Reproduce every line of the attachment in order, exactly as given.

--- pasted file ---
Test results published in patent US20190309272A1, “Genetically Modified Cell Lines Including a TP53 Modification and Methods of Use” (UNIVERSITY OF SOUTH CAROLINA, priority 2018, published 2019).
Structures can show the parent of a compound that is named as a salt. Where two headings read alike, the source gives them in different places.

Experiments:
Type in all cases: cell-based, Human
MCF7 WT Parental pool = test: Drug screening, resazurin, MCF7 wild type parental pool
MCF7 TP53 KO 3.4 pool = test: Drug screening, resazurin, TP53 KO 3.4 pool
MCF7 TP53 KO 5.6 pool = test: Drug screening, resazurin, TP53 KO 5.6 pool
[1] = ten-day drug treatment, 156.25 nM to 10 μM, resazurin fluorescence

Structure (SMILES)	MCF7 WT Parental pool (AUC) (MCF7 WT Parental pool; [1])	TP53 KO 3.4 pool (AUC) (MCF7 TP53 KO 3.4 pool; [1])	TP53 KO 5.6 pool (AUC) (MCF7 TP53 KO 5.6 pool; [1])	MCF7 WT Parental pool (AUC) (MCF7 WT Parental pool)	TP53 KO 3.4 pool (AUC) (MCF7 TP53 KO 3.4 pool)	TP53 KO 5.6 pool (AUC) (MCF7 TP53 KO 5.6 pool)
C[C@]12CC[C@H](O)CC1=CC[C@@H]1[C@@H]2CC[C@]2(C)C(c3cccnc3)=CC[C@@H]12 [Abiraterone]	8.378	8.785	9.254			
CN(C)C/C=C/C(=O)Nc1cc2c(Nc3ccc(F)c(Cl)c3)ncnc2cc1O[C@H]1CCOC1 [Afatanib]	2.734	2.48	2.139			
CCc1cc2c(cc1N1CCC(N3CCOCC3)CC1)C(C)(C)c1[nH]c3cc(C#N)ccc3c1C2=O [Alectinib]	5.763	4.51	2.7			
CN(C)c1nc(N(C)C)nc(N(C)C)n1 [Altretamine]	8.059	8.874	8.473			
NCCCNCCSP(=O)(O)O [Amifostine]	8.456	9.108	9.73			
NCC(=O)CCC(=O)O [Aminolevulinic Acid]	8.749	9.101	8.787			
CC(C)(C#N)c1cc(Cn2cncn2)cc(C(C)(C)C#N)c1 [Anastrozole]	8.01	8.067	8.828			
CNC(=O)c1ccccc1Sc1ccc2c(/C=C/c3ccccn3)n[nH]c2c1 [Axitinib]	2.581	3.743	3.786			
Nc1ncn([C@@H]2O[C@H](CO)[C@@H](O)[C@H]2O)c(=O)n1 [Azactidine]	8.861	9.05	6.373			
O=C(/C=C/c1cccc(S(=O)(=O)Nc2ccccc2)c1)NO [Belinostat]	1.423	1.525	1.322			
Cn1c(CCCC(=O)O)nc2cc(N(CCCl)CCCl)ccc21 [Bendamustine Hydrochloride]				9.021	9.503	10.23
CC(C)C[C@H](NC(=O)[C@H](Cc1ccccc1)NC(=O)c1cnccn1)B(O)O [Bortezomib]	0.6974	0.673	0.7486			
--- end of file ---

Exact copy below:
Test results published in patent US20190309272A1, “Genetically Modified Cell Lines Including a TP53 Modification and Methods of Use” (UNIVERSITY OF SOUTH CAROLINA, priority 2018, published 2019).
Structures can show the parent of a compound that is named as a salt. Where two headings read alike, the source gives them in different places.

Experiments:
Type in all cases: cell-based, Human
MCF7 WT Parental pool = test: Drug screening, resazurin, MCF7 wild type parental pool
MCF7 TP53 KO 3.4 pool = test: Drug screening, resazurin, TP53 KO 3.4 pool
MCF7 TP53 KO 5.6 pool = test: Drug screening, resazurin, TP53 KO 5.6 pool
[1] = ten-day drug treatment, 156.25 nM to 10 μM, resazurin fluorescence

Structure (SMILES)	MCF7 WT Parental pool (AUC) (MCF7 WT Parental pool; [1])	TP53 KO 3.4 pool (AUC) (MCF7 TP53 KO 3.4 pool; [1])	TP53 KO 5.6 pool (AUC) (MCF7 TP53 KO 5.6 pool; [1])	MCF7 WT Parental pool (AUC) (MCF7 WT Parental pool)	TP53 KO 3.4 pool (AUC) (MCF7 TP53 KO 3.4 pool)	TP53 KO 5.6 pool (AUC) (MCF7 TP53 KO 5.6 pool)
C[C@]12CC[C@H](O)CC1=CC[C@@H]1[C@@H]2CC[C@]2(C)C(c3cccnc3)=CC[C@@H]12 [Abiraterone]	8.378	8.785	9.254			
CN(C)C/C=C/C(=O)Nc1cc2c(Nc3ccc(F)c(Cl)c3)ncnc2cc1O[C@H]1CCOC1 [Afatanib]	2.734	2.48	2.139			
CCc1cc2c(cc1N1CCC(N3CCOCC3)CC1)C(C)(C)c1[nH]c3cc(C#N)ccc3c1C2=O [Alectinib]	5.763	4.51	2.7			
CN(C)c1nc(N(C)C)nc(N(C)C)n1 [Altretamine]	8.059	8.874	8.473			
NCCCNCCSP(=O)(O)O [Amifostine]	8.456	9.108	9.73			
NCC(=O)CCC(=O)O [Aminolevulinic Acid]	8.749	9.101	8.787			
CC(C)(C#N)c1cc(Cn2cncn2)cc(C(C)(C)C#N)c1 [Anastrozole]	8.01	8.067	8.828			
CNC(=O)c1ccccc1Sc1ccc2c(/C=C/c3ccccn3)n[nH]c2c1 [Axitinib]	2.581	3.743	3.786			
Nc1ncn([C@@H]2O[C@H](CO)[C@@H](O)[C@H]2O)c(=O)n1 [Azactidine]	8.861	9.05	6.373			
O=C(/C=C/c1cccc(S(=O)(=O)Nc2ccccc2)c1)NO [Belinostat]	1.423	1.525	1.322			
Cn1c(CCCC(=O)O)nc2cc(N(CCCl)CCCl)ccc21 [Bendamustine Hydrochloride]				9.021	9.503	10.23
CC(C)C[C@H](NC(=O)[C@H](Cc1ccccc1)NC(=O)c1cnccn1)B(O)O [Bortezomib]	0.6974	0.673	0.7486			